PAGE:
from timidity and hesitation in making decisions.
In Christ, we pray. Amen.

The other article I read today was from a young man called "OneGuy" whose thoughtful posts I sometimes read, because he has some good things to think about, and is not encumbered by all the trappings of memorized scriptures and traditions of the churches. I think he has a point today, in "Don't Get Distracted", in thinking about thinking; that is, it's important to think about what you're doing, or you aren't really living. Yes, as Gary said, not all that is called knowledge really is, but it is important to think about what you are doing in order to fully appreciate life.

And so I ponder - I should not let the diversions of this life, this season, get me to stop thinking about those things which are really important: matters of the heart, things of the mind, movements of the spirit. When I think, it should be to awaken me to the realization of what is important, and to live well.

photo from: http://www.quiltware.com/red_hat.asp

02 December 2006

Can A Christian Lady Celebrate Christmas? and more...

When I was young, in the 70's, the Catholics put up nativity scenes, the protestants tried to be discreet by blending the world and the nativity but not garishly so as to not look Catholic, and most of the conservative people I knew did very little, so as not to appear "of the world". We had a small tree and a front door decoration (my Grandmother made "wreaths" out of woven palm fronds, spray painted gold or silver and hung with colored glass balls). We didn't talk much about "Christmas", because we didn't esteem the day higher than any other, except as a day of gift giving and family tradition, I suppose. My Dad's Dad and his wife would come over for their once a year visit and bring raw oysters. We would visit my Dad's Mom in the afternoon in her little trailer and eat old fashioned candy and open more gifts. If we were lucky, my Mom's sister and family would come down from Indiana or Chicago or Tallahassee and we'd have a big dinner at my Mom's parents' house. They always had a tree, and my Grandmother always put that fake sprayed on snow in the big picture window along with a huge cutout santa claus. My Mom even emphasized the santa tradition, I think in opposition to the Christ stories, because every year we got the "Christ wasn't probably born in December" and "the wise men were probably not three, nor there at the birth" sermons. Even, and especially on December 25th, we were supposed to be different from the world, so I thought.

As I grew older I found that more and more Christians fully participated in Christmas, and as they got cheaper, Christmas decorations were used more and more. Young people's groups always had a Christmas party, and sometimes sang carols too. I used to think that a Christian couldn't go see a school nativity play, because that would be encouraging error, but as I grew older I saw more and more Christians participating in and attending local denominational or other singing shows which included the religious stories, or theatrical events about Christ's birth. I went too. I started listening to "Christian rock" in high school, and though I stopped listening myself, for personal reasons, I found more and more Christians I knew listening to Christian pop, country or bluegrass. I never knew any growing up, because the music, like Christmas, was just a way to be like the world while sticking Christian words on things. Or so I thought.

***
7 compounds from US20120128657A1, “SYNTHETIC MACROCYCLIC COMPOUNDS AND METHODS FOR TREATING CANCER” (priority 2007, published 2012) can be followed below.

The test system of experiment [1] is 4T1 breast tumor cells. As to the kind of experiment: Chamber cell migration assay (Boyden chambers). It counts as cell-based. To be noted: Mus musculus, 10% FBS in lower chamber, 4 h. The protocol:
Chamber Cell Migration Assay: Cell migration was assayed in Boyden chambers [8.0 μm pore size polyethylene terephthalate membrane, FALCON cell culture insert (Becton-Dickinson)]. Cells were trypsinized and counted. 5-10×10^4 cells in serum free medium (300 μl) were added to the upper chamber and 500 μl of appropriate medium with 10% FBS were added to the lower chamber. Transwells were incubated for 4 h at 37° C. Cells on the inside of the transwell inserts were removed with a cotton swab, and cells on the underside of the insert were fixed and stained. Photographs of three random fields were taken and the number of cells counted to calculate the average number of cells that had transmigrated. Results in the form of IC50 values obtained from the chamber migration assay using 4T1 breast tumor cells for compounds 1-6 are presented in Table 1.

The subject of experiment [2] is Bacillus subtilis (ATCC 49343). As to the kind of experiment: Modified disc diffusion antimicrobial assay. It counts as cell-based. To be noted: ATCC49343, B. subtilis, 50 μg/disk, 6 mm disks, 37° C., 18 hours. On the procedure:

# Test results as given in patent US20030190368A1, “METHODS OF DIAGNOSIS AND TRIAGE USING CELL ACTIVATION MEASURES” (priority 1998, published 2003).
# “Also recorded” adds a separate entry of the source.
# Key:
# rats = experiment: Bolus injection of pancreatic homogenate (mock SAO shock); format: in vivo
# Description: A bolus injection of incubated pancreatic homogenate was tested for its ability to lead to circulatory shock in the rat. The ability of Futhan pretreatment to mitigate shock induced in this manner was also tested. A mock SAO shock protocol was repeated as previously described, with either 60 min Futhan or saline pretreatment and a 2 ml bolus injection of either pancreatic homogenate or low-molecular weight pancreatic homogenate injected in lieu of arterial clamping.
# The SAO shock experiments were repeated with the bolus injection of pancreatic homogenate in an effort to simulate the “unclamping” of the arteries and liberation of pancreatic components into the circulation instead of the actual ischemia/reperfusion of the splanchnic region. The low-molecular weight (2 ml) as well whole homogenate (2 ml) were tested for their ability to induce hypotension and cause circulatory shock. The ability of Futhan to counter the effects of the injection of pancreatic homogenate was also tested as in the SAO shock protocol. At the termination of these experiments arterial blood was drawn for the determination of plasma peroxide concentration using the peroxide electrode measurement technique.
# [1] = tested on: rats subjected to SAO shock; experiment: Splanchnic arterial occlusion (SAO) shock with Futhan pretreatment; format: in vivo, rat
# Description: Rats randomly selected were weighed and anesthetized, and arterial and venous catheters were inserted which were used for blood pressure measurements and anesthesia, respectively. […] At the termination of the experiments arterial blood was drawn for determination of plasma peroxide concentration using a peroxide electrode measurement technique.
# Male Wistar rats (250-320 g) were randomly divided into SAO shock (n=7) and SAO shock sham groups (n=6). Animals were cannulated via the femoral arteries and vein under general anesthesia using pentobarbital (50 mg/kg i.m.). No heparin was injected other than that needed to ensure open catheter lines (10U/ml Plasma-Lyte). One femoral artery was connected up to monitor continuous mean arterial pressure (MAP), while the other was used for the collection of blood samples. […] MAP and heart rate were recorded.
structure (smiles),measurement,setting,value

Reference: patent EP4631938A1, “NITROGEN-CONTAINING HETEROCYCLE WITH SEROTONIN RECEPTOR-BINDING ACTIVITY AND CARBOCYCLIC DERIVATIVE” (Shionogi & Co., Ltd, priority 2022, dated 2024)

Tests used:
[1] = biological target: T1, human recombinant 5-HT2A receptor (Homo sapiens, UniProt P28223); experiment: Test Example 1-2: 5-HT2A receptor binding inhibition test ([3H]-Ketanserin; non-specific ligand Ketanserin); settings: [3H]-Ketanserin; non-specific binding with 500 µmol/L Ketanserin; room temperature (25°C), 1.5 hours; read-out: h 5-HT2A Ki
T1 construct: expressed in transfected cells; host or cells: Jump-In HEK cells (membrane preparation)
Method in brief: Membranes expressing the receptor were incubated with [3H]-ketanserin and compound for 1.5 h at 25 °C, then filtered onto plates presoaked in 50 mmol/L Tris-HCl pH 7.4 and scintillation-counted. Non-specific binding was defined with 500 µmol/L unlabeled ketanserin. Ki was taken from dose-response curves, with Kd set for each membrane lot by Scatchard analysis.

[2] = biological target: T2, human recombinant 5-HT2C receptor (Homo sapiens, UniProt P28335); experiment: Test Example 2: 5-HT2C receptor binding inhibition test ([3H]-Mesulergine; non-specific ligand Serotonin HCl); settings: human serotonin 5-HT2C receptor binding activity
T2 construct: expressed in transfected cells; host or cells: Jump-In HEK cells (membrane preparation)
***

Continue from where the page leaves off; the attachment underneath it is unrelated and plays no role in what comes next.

When we had children, I decided not to perpetuate the santa claus myth, and told them the simple story of a man called Nicolas, who loved God and tried his best to do good for others, and over the years people have tried to be like him or pretended to be him still, and give the credit to him for the gifts they give, so that they can be humble in what they do. I tell them this story on their level, of course. And we all know that "Daddy is our santa!" as my daughter proudly told friends and family for a few years when she was a little younger. I decorate for "winter time" - with snow flakes and snow men, and lots of colored lights (you really do need all the lights up here in the land of darkness, where not only does the sun set way too early, but it hasn't come out from behind the clouds for weeks!). And I know that there are still some who might not approve of my "blending in with the world" this far. So I'm still caught in a quandry, because I want to let my light shine for Christ and I'll have to be different from the world's watered down understanding of his birth this time of year - but, for example, I really do like to hear all the versions of "O Holy Night" that I can - it's uplifting, and can't we listen to this all year long? I really enjoy listening to Trans-Siberian Orchestra's hard rocking versions of the Christmas carols and their own Christmas stories, because there's so much energy and hope in them. I come away smiling and wishing for that world that seems to be real at Christmas time that we all wish would last all year long - a world full of kindness, selflessness and joy and childlikeness. Not only that, but I like watching the animated Moses and Joseph musicals that were made a few years ago. There's something about music and drama that brings me, and other people I know, closer to the realities, even if the productions aren't complete, or are altered from the original scriptures. And I get encouraged watching "The Jesus Movie" too.

So can I participate in the world's traditions or practices because even though they've watered the truth down, I know and can appreciate the real Truth through the weak pictures they paint, and I can even be encouraged by it? Or does that make me look like I approve of their simplifying of the Gospel story? And does it matter what anyone else thinks, in the long run, if I keep a day or a feast unto the Lord or not? It has been said that some will strain out a gnat and swallow a camel, and I really do wonder sometimes which one I'm eating - what weak taste buds!

photo from : http://www.logicmgmt.com/1876/xmas/xmasintro.htm
photo from : http://www.jolahusid.com/engl/historic.htm
photo from : http://catholicshoponline.com